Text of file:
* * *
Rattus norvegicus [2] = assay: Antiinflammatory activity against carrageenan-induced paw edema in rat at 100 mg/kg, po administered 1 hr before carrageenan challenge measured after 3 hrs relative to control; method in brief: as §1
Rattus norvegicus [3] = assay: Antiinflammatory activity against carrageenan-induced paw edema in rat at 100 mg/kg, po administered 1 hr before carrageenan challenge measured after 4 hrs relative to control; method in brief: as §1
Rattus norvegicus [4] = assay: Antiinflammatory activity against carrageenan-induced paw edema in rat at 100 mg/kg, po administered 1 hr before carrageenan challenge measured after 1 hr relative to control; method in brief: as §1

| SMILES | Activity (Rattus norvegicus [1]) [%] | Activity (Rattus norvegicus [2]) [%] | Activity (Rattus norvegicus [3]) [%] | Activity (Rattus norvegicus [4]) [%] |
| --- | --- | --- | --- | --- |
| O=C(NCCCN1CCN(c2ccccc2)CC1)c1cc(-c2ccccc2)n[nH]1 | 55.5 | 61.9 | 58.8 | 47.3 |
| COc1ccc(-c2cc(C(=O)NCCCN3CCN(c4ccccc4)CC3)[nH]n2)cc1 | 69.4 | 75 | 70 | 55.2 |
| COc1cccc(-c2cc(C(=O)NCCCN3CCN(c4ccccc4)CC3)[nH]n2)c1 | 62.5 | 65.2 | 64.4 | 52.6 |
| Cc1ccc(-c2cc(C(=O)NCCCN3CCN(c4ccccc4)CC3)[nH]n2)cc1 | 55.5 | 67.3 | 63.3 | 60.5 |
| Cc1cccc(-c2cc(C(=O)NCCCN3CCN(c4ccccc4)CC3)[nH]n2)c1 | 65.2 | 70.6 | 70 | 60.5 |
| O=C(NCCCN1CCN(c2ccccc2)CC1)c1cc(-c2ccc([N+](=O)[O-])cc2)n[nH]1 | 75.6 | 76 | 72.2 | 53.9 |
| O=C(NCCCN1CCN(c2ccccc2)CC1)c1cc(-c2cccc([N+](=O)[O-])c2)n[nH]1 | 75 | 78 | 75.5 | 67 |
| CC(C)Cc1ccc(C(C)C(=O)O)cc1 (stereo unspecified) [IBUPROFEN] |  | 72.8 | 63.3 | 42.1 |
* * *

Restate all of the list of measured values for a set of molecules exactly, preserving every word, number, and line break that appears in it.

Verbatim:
Rattus norvegicus [2] = assay: Antiinflammatory activity against carrageenan-induced paw edema in rat at 100 mg/kg, po administered 1 hr before carrageenan challenge measured after 3 hrs relative to control; method in brief: as §1
Rattus norvegicus [3] = assay: Antiinflammatory activity against carrageenan-induced paw edema in rat at 100 mg/kg, po administered 1 hr before carrageenan challenge measured after 4 hrs relative to control; method in brief: as §1
Rattus norvegicus [4] = assay: Antiinflammatory activity against carrageenan-induced paw edema in rat at 100 mg/kg, po administered 1 hr before carrageenan challenge measured after 1 hr relative to control; method in brief: as §1

| SMILES | Activity (Rattus norvegicus [1]) [%] | Activity (Rattus norvegicus [2]) [%] | Activity (Rattus norvegicus [3]) [%] | Activity (Rattus norvegicus [4]) [%] |
| --- | --- | --- | --- | --- |
| O=C(NCCCN1CCN(c2ccccc2)CC1)c1cc(-c2ccccc2)n[nH]1 | 55.5 | 61.9 | 58.8 | 47.3 |
| COc1ccc(-c2cc(C(=O)NCCCN3CCN(c4ccccc4)CC3)[nH]n2)cc1 | 69.4 | 75 | 70 | 55.2 |
| COc1cccc(-c2cc(C(=O)NCCCN3CCN(c4ccccc4)CC3)[nH]n2)c1 | 62.5 | 65.2 | 64.4 | 52.6 |
| Cc1ccc(-c2cc(C(=O)NCCCN3CCN(c4ccccc4)CC3)[nH]n2)cc1 | 55.5 | 67.3 | 63.3 | 60.5 |
| Cc1cccc(-c2cc(C(=O)NCCCN3CCN(c4ccccc4)CC3)[nH]n2)c1 | 65.2 | 70.6 | 70 | 60.5 |
| O=C(NCCCN1CCN(c2ccccc2)CC1)c1cc(-c2ccc([N+](=O)[O-])cc2)n[nH]1 | 75.6 | 76 | 72.2 | 53.9 |
| O=C(NCCCN1CCN(c2ccccc2)CC1)c1cc(-c2cccc([N+](=O)[O-])c2)n[nH]1 | 75 | 78 | 75.5 | 67 |
| CC(C)Cc1ccc(C(C)C(=O)O)cc1 (stereo unspecified) [IBUPROFEN] |  | 72.8 | 63.3 | 42.1 |